Though originally confined to aerospace and military applications, within the last half century titanium has become prominently used in a variety of industries. Titanium alloys are suitable for many applications, especially ones that require both high strength and low weight. While excellent for use as a structural material, in tribological applications titanium performs poorly due to its high coefficient of friction and chemical reactivity.
Over the years, many surface treatments and coatings have been proposed to alleviate titanium’s inherent problems of seizing, galling, and fretting wear. If a thin layer of chromium could be added to the titanium surface, one could have the best of both worlds – the high strength and low weight of titanium combined with the high wear resistance and low friction of hard chrome. But traditionally, metal finishers have found it very difficult to get good adhesion when plating on titanium – some even say it is unachievable. As a highly reactive metal, titanium will form an oxide surface layer the moment it comes into contact with the oxygen produced by the electroplating process. This oxide layer then prevents the plating from properly bonding to titanium.
U.S. Chrome’s research and development team took on the challenge and engineered a proprietary hard chrome plating process that allows chromium to be deposited directly on to titanium. Now in most cases, it is possible to electroplate a thin protective layer of chromium, to protect from wear and friction, over a titanium part and turn a titanium-tribology problem into a chromium-tribology success story.
Of the many advantages of titanium, it is particularly known for its high strength-to-weight ratio. Titanium parts can be designed with the same strength as steel parts and have lower weight; or they can be designed with the same weight as aluminum parts and have twice the strength. Other advantages include excellent corrosion resistance, high temperature resistance, and low thermal expansion. When these traits are combined with the protective nature of hard chrome, titanium can be successfully used in tribological (wear and friction) applications too.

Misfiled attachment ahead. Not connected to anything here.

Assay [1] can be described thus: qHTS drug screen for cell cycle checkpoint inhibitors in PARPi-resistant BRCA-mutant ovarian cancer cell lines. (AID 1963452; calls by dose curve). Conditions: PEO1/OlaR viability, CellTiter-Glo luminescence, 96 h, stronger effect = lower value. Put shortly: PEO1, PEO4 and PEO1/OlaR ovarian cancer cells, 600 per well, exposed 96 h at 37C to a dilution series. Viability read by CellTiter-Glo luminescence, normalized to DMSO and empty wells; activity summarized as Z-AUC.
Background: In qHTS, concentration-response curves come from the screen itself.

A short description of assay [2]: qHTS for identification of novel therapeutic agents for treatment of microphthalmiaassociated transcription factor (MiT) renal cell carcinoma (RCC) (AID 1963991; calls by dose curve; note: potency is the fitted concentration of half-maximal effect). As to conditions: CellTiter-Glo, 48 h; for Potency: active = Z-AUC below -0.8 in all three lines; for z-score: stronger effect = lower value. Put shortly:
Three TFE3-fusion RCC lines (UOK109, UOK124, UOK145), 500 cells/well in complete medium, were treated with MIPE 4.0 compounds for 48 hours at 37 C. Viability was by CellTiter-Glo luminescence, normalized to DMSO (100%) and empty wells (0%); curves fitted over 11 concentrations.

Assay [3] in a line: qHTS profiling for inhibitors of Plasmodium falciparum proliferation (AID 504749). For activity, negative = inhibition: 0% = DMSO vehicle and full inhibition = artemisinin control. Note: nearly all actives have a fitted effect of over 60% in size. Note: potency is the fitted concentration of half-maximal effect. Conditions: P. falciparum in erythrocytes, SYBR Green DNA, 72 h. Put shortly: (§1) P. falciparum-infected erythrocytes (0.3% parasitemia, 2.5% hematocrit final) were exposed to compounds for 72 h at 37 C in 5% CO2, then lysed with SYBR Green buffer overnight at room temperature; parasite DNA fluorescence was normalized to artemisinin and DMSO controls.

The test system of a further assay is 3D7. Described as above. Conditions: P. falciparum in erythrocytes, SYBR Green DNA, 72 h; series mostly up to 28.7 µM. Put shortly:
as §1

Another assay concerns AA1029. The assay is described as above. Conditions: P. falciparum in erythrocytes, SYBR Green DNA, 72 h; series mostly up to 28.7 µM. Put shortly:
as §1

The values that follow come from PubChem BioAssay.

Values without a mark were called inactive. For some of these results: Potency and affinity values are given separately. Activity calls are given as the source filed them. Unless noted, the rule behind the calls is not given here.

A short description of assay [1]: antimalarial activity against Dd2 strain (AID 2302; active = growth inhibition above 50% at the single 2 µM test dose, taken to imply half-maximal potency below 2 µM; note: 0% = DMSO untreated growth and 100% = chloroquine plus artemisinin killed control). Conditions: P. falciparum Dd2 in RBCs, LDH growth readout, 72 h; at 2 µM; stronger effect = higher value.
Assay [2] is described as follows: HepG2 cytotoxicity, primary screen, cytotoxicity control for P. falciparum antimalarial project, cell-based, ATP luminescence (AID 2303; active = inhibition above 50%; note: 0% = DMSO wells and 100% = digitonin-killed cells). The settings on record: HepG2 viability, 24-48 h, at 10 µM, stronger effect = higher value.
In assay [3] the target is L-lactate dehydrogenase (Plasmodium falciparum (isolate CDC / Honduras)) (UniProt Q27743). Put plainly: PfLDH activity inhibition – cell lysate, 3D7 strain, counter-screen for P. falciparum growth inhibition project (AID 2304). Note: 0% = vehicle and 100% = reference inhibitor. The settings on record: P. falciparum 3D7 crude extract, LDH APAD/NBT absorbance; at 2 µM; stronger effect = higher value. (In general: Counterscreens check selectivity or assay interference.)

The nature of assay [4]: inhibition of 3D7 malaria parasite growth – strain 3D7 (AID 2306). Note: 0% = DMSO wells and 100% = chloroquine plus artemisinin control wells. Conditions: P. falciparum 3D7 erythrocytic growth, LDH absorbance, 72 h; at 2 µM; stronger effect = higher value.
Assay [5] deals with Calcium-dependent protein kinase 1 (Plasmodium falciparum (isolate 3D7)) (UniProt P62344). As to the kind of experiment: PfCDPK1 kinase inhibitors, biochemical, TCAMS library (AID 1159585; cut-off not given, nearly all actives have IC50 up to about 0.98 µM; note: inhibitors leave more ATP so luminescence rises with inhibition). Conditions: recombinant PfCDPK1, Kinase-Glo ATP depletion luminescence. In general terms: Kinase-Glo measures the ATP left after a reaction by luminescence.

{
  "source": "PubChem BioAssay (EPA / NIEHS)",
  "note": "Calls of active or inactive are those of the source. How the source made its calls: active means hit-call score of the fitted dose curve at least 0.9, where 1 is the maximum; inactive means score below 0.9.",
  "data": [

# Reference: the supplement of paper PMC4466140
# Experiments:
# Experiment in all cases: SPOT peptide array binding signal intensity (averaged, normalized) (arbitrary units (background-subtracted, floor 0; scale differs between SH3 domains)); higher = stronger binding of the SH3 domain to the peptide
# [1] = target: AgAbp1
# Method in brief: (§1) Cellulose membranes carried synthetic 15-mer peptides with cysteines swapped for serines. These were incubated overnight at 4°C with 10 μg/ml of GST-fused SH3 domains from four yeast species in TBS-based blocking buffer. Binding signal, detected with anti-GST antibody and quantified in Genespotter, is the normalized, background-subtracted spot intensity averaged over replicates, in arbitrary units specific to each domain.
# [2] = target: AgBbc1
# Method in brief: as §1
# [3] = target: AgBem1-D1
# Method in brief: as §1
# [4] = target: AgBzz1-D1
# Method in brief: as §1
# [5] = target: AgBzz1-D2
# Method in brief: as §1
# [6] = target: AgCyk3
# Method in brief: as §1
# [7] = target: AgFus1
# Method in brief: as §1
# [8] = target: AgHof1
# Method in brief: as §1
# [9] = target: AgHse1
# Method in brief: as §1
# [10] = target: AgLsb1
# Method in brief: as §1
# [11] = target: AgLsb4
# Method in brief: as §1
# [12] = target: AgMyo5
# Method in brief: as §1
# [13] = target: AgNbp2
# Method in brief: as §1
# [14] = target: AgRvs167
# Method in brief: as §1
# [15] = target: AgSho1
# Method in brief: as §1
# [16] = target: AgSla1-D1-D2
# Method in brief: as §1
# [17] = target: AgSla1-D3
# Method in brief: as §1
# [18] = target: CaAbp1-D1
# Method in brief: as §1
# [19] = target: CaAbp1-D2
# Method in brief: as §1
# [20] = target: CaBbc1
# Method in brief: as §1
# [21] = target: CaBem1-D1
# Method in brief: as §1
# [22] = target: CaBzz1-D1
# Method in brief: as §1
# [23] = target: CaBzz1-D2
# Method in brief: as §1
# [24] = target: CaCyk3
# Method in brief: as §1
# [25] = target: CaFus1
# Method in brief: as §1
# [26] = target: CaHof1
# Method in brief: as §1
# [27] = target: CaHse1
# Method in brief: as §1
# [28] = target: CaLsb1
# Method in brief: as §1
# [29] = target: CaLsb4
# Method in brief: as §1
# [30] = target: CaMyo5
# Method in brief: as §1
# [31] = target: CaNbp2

Titanium’s properties make it ideal for many structural applications. Though historically titanium has had a bad reputation for applications involving rolling, sliding, and wear, U.S. Chrome’s hard chrome plating process now makes it possible for engineers to successfully use titanium in these tribological applications as well. Manufacturers from every industry look to U.S. Chrome to provide hard chrome plating on titanium parts for hydraulic systems, engines, satellites, and more.
We’re confident US Chrome will be your best option for your chrome plating applications because of our engineering approach, exceptional customer service, and regional locations. Contact us now with your questions or coating challenges.
We’ll help you find the right answer.